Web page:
My point here is not to call for the end of public education, but rather to show one of the costs that centralization inevitably brings. The reason things are so strict in Germany is partly because of the “PISA-Schock” in 2001, when Germany placed in the bottom third of international countries in both math and science. As a result, German policymakers have been trying relentlessly to push Germany up in the rankings. There’s arguably nothing wrong with this goal, but since it has become the goal of German bureaucrats, it has necessarily become the goal of every teacher and student within the system–no matter what they might otherwise prefer.

Currently, Germany is suffering from what The Economist calls “the worst of both centralisation and devolution.” Individual Germans states have a broad prerogative in terms of education policy, but changes must be unanimously approved by a national body. Reform is thus understandably difficult as entrenched interests that benefit from the status-quo fight tenaciously to keep it, with ostensibly nary a thought as to what would actually benefit students.

Some cringe at the thought of education as a private for-profit enterprise, but I wonder how much they reflect on the disdainfulness of education as a political enterprise.

Read Full Post »

A Negative Relationship

As identified by The Economist:

[A]cross the world, the less students know about science, the more optimistic they are about the chances of solving the planet’s environmental problems.

This is, of course, a key explanation behind Americans’ bubbling idealism.

Read Full Post »

From kindergarten to high school, I attended a private Christian school where Bible was a mandatory class every semester and chapel a mandatory activity every day. Though I’ve since become a heretic, I still enjoy furthering my knowledge of the Good Book in order to keep my religious friends on their toes and to increase my literacy.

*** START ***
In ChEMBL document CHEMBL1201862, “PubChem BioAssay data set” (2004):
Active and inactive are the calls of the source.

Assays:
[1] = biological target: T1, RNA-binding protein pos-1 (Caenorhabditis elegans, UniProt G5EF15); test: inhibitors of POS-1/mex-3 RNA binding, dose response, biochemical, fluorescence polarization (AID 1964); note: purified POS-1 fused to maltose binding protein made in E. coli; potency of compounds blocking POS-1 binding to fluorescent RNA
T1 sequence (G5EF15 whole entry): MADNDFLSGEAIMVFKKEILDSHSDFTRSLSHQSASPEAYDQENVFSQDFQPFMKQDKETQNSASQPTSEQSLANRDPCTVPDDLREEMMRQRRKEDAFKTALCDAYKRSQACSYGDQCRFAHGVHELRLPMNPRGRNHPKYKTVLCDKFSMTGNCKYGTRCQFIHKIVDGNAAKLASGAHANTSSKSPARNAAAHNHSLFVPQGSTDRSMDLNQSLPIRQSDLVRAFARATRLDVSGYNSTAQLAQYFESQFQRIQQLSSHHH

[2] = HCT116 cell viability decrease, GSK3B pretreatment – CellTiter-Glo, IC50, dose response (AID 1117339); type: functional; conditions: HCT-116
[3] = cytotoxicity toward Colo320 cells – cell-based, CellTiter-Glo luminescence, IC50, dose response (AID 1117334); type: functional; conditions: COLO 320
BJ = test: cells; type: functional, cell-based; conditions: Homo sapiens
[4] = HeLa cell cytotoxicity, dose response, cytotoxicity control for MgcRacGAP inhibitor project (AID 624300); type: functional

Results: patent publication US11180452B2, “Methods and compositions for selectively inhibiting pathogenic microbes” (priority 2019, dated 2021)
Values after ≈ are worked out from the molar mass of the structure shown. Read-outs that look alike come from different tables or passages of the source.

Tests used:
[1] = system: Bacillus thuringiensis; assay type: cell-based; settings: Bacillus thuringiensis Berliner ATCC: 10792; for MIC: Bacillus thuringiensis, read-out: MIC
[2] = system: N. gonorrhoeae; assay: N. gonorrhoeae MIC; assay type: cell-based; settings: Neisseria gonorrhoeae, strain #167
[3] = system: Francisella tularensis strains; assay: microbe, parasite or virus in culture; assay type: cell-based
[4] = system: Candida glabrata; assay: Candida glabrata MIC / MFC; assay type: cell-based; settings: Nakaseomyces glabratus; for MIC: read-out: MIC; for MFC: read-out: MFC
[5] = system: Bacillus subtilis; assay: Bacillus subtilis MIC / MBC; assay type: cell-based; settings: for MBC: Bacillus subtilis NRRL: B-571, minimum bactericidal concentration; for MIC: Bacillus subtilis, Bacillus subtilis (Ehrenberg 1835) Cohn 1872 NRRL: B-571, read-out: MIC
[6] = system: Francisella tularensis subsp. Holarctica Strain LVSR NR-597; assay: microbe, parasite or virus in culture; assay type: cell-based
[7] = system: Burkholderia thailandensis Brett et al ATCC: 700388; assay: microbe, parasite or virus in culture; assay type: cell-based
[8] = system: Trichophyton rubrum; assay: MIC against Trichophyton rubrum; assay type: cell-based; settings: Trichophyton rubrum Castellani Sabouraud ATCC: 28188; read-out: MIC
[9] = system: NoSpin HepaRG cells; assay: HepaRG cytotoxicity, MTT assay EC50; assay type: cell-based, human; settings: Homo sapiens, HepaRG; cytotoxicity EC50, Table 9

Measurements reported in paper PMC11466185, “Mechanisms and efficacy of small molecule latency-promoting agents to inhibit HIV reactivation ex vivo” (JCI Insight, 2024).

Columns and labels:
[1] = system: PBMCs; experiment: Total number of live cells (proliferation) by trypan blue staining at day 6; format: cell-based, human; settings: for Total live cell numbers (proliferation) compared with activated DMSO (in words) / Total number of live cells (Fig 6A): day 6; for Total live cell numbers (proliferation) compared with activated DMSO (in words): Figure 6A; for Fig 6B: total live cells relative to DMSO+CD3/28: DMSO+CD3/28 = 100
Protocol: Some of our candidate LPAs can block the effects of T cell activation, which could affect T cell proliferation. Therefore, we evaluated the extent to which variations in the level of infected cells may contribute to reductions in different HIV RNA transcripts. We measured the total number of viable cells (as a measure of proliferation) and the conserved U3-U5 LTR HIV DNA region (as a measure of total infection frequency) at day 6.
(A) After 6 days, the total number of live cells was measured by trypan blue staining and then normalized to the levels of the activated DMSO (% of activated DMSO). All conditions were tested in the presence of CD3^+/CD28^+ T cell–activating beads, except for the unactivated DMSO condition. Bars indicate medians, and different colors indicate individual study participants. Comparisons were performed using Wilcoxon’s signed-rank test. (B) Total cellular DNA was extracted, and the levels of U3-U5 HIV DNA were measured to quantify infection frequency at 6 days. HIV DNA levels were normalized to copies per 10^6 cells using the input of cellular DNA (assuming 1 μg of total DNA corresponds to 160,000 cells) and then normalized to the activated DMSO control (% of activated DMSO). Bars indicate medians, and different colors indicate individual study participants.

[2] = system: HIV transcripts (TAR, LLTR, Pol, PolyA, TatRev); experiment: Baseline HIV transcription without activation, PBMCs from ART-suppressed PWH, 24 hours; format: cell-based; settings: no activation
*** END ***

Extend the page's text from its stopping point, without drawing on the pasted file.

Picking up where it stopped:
It is for both these reasons that I recently began How to Read the Bible by James Kugel, a former professor of Hebrew literature at Harvard. In it, Kugel seeks, inter alia, to educate readers on the great gap separating ancient and modern scholarship and the crucial role of ancient interpreters in shaping the Bible’s message. Indeed, one of the first points in the book is how assumptions about the nature of Bible, rather than anything explicit in the text itself, have shaped religious beliefs for millennia.

I was thus surprised to catch Kugel repeating a common mistake concerning Elijah in the very first chapter. Here’s what Kugel writes:

But what exactly did Scripture mean? Was it always to be taken at face value…? What about when it seemed to conflict with modern science or common sense–saying, for example, that…Elijah had ascended into heaven on a chariot of fire?

Here is what God (as approved by the good King James) said happened:

And it came to pass, as they still went on, and talked, that, behold, there appeared a chariot of fire, and horses of fire, and parted them both asunder; and Elijah went up by a whirlwind into heaven. (2 Kings 2:11)

It wasn’t a chariot of fire that carried Elijah into heaven–it was a whirlwind! I mean, come on–a chariot of fire? That’d be preposterous!

Read Full Post »

From the Sunday Herald:

Muslim extremists famously believe that suicide bombers will be rewarded in paradise with 72 virgins, although Christoph Luxenberg’s contentious recent assertion that the original language of the Koran was Syriac, rather than Arabic, has given rise to an alternative translation – holy martyrs may in fact have been promised luscious “raisins”, rather than “virgins”.

Despite it being a gem, the above quotation belies the subject of the article it is contained in, which is actually concerned with modern attitudes towards virginity and not religious fanaticism. One of the central ideas it proffers forth is that while virginity is discussed a great deal, no one seems to know what it means. As for myself, I concluded long ago that virginity is far more of a psychological phenomenon than a physical one.

I was busy pondering this, of course, while everyone else was presumably committing wanton carnality with their own luscious raisins.

Read Full Post »

Older Posts »